Rupert Murdoch’s News Corporation has recorded a steep 75% drop in full-year profit but sees opportunities ahead as it expands the use of cost-saving AI-produced content.
The US-listed media conglomerate – which owns mastheads in the US, UK and Australia, along with book publishers, subscription television and real estate advertising assets – recorded $US187m ($A287m) in net profit for the financial year, down from the previous year’s $US760m record.
The result was weighed down by lower print and digital advertising at News Corp Australia, a division that includes flagship newspaper, The Australian. It also recorded lower print advertising at its UK news arm.
For the first time, News Corp generated more than half of its revenue from digital streams and the media company revealed an upbeat assessment of the potential of generative AI, capable of producing text, images, video and other media, to drive profits.
“That momentum is surely gathering pace in the age of generative AI, which we believe presents a remarkable opportunity to create a new stream of revenues, while allowing us to reduce costs across the business,” said News Corp chief executive Robert Thomson.
“We are already in active negotiations to establish a value for our unique content sets and (intellectual property) that will play a crucial role in the future of AI.”
The company’s Australian arm recently disclosed it was producing 3,000 articles a week using generative AI.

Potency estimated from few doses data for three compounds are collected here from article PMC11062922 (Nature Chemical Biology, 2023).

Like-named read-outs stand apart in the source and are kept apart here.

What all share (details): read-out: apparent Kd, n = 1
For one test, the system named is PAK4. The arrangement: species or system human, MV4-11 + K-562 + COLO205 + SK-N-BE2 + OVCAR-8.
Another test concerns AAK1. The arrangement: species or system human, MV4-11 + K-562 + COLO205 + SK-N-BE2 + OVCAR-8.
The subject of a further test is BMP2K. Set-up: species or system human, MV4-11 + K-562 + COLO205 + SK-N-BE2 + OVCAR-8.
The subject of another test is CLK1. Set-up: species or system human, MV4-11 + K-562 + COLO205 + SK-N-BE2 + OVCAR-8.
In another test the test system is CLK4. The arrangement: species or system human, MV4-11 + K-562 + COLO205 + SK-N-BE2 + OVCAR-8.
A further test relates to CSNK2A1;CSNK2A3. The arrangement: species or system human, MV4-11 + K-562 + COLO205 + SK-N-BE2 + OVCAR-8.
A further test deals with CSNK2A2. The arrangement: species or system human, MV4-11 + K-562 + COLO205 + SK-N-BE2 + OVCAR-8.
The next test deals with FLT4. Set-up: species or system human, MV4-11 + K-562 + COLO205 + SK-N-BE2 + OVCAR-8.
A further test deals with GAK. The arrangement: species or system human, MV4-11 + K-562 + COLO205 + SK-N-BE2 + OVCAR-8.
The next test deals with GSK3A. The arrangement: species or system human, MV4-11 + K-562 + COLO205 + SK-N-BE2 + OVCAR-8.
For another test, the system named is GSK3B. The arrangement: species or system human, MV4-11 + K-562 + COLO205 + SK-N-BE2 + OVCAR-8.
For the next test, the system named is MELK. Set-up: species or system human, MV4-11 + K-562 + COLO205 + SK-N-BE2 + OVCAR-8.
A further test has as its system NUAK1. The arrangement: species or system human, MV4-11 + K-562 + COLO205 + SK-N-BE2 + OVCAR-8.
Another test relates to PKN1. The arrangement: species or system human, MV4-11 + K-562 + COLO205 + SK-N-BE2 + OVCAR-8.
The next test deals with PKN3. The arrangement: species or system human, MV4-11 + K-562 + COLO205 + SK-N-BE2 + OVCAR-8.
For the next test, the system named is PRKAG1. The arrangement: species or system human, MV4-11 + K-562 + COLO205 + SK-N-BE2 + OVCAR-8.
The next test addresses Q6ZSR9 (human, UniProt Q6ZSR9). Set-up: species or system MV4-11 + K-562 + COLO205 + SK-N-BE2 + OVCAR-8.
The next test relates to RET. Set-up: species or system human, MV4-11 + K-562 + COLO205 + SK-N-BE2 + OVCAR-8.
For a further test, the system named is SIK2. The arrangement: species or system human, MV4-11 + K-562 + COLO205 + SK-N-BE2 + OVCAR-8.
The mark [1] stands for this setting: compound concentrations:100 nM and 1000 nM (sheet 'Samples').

The volatile trading period, marked by high inflation, proved difficult for News Corp, which owns Wall Street Journal publisher Dow Jones and runs book publisher Harper Collins.
Its newspaper stable also includes The Sun and The Times in London, and the New York Post.
Revenue for the 12 months to 30 June was $US9.9bn ($A15.1bn), a 5% decrease on the prior year. The financials were partly depressed by there being one less week in 2022-23 than in the prior financial year.
“Our results showed marked improvement in the second half, so with inflation abating, interest rates plateauing and incipient signs of stability in the housing market, we have sound reasons for optimism about the coming quarters,” Thomson said.
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The company’s business news-focused Dow Jones unit was a standout performer, posting its highest profitability to date. The Foxtel business was supported by increased subscribers to its Binge and Kayo streaming services.
News Corp recently reduced staffing costs through widespread redundancies.
The media company’sbook publishing arm recorded lower revenues as book sales dropped, while digital real estate assets suffered from challenging housing market conditions in Australia and the US.
A fall in Australian real estate listings, especially in Sydney and Melbourne, dented revenue in News Corp’s property portals. It also recorded an US$81m write-down in its investment in PropertyGuru, a large South-east Asian online real estate business.